Lung Cancer Study Links Preoperative Factors With Spread Through Air Spaces

Young age, solid tumor, high uptake on PET and KRAS mutation signal risk, suggest need for lobectomy

Risk of lung cancer spread through air spaces (STAS) is increased in younger patients with clinical T1-3N0 M0 disease, solid tumors ≥ 2 cm, KRAS mutations and high uptake on positron emission tomography (PET) scans. So reveals a retrospective Cleveland Clinic study of preoperative predictors of STAS in non-small cell lung cancer (NSCLC). The findings were published in the Journal of Thoracic and Cardiovascular Surgery (Nov 23:S0022-5223(23)01106-6).


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“Our study identifies preoperative characteristics that are predictive of STAS,” says Cleveland Clinic thoracic surgeon Monisha Sudarshan, MD, MPH, the study’s principal investigator. “The results can be used to guide decisions about whether to perform sub-lobar resections or more extensive surgery.”

STAS is associated with higher rates of NSCLC recurrence and lower rates of survival, particularly in patients who undergo limited resection, but it can’t be used intraoperatively because of low sensitivity and specificity on frozen sections. As a result, final pathology from supposed “definitive” segmentectomies or wedges sometimes indicates STAS, creating a treatment conundrum for surgeons.

histology images showing spread through air spaces (STAS) in lung cancer
Pathological findings of spread through air spaces (STAS). Images courtesy of Sanjay Mukhopadhyay, MD, Cleveland Clinic.

Study specifics in brief

To help address that situation, the researchers analyzed data from 439 patients with clinical T1-3N0 M0 NSCLC who underwent primary surgery at Cleveland Clinic between January 2018 and December 2021. The majority were women (58%) and ever-smokers (83%) who had been diagnosed with adenocarcinoma (90%) and had undergone lobectomy (84%).

Preoperative markers evaluated were age, sex, smoking status, tumor size, ground-glass opacities, maximum standardized uptake value (max SUV) on PET, and molecular markers on preoperative biopsy. Standardized mean differences were used for between-group comparisons and random forest classification for prediction modeling.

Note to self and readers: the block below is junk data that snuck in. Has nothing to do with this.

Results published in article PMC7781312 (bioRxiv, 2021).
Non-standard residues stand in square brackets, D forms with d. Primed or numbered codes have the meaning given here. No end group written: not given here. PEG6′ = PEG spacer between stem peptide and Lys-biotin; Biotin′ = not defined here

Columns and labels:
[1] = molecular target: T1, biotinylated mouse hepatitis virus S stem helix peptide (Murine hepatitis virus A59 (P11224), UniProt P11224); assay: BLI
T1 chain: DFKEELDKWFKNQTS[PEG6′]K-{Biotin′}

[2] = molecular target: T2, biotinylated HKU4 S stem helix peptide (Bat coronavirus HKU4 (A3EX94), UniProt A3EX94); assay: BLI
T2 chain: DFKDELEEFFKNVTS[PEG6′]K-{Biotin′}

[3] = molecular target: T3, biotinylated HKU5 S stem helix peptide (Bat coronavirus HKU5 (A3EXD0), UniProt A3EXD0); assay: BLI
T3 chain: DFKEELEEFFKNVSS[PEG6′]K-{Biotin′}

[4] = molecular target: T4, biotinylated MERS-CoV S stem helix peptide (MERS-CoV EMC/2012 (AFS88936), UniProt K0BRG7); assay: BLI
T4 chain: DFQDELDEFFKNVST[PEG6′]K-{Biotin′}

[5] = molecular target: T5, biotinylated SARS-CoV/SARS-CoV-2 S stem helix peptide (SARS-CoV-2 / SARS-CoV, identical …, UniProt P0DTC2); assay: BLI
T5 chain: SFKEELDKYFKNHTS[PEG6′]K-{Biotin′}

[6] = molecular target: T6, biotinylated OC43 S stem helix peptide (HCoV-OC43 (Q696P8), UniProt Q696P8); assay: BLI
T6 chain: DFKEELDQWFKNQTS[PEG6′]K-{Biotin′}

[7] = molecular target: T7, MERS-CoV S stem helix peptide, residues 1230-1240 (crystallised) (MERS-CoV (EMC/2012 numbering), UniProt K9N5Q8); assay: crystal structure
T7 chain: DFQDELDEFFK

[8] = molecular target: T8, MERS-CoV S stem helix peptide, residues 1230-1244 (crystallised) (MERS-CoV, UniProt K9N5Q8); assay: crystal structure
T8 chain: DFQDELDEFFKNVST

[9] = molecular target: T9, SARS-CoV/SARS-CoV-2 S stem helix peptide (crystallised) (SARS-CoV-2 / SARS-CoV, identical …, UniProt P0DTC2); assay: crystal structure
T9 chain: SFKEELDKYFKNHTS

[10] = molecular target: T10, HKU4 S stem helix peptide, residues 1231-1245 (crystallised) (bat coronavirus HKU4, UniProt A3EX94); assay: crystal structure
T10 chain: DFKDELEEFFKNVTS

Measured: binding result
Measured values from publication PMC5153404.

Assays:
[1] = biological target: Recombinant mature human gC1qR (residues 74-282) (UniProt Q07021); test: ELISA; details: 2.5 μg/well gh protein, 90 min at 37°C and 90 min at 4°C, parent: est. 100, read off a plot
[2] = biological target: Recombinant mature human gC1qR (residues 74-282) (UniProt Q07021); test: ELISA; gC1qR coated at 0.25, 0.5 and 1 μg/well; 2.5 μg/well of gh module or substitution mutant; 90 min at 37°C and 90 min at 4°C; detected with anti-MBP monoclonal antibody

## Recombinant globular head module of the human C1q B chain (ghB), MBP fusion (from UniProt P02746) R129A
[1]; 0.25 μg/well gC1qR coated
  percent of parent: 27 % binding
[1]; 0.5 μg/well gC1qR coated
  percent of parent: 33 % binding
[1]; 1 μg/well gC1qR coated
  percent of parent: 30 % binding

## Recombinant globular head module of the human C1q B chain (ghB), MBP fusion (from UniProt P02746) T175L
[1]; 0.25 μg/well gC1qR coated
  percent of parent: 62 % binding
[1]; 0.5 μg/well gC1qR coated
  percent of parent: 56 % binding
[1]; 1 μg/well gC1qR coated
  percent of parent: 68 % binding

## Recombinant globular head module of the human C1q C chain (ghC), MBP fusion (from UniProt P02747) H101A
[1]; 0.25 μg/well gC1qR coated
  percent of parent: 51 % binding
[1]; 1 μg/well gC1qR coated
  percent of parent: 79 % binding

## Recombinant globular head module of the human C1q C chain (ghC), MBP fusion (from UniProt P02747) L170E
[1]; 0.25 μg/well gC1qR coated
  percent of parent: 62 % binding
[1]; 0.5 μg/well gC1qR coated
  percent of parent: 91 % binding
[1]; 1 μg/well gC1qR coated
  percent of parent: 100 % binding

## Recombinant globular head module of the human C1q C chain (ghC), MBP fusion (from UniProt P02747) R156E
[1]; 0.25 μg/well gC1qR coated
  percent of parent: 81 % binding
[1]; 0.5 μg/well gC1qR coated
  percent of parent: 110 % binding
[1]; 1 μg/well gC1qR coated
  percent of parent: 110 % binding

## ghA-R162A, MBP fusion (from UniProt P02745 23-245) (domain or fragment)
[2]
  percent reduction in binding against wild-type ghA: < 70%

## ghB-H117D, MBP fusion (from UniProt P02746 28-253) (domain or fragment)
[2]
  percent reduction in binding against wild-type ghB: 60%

“We have used nonlinear, nonparametric machine learning to analyze preoperative predictors of STAS which is not common in the literature,” notes first author Sadia Tasnim, MD, a Cleveland Clinic thoracic surgery fellow. “This approach facilitated straightforward interpretation of confounders and is superior to multivariable logistic regression for predicting events.”

At least one STAS-positive tumor was found in 177 of the patients; the remaining 262 patients had no STAS-positive tumors. Overall, 179 STAS-positive tumors and 293 non-STAS-positive tumors were evaluated.

Age ͏≤ 50 years, solid tumor, size ≥ 2 cm and max SUV ≥ 2.5 all were independently predictive of STAS, with probabilities of 50%, 40%, 38% and 40%, respectively. STAS tumors also were more likely to harbor KRAS mutations and to be PD-L1 negative. Non-STAS tumors, in contrast, were more likely to express PD-L1. Gender, body mass index, race and smoking status were not linked with predisposition to STAS.

“We hypothesized that STAS would be more likely in older patients, based on previous reports in the literature, but our study showed the opposite,” Dr. Sudarshan notes. “We don’t know why that is the case, and we hope to do a study of STAS in younger patients to help answer this question.”


Of the 42 patients who had a recurrence of cancer, 19 were in the STAS group and 23 in the non-STAS group. However, no difference between the groups was noted for freedom from recurrence.

Interpreting the results

While the factors identified by the authors are individually predictive of STAS, taken together, they may have an even more powerful effect on treatment. The study report considers the potential clinical ramifications in two hypothetical cases, both involving NSCLC that measures 2 cm:

  • Patient 1 is age 45 and has a solid adenocarcinoma, a max SUV of 5 and a preoperative biopsy showing KRAS mutation.
  • Patient 2 is age 80 and has a part-solid squamous cell carcinoma, a max SUV of 1 and biopsy showing PD-L1 expression.

“Based on our findings,” Dr. Tasnim says, “patient 1 has a cumulative predicted probability of STAS of 60%, and a lobectomy would be warranted if preoperative cardiopulmonary characteristics permit. A limited resection is appropriate for patient 2 because their cumulative predicted probability of STAS is only 20%.”

The authors note that considering more rather than less extensive surgery in younger individuals runs counter to current thinking about what constitutes definitive therapy for this population. They also acknowledge that high-quality data from randomized clinical trials are needed to justify a completion lobectomy.

For now, they hope their data will lead to “lightbulb” moments for thoracic surgeons when they have patients with features predictive of STAS and will prompt consideration of a procedure other than sub-lobar resection in these cases.

“Future studies are needed to determine the role of completion lobectomy versus observation or segmentectomy versus lobectomy for patients with STAS,” Dr. Sudarshan concludes. “The role of driver mutations in predicting STAS and their pathophysiology also should be explored to elucidate the natural history and guide targeted therapy for STAS.”


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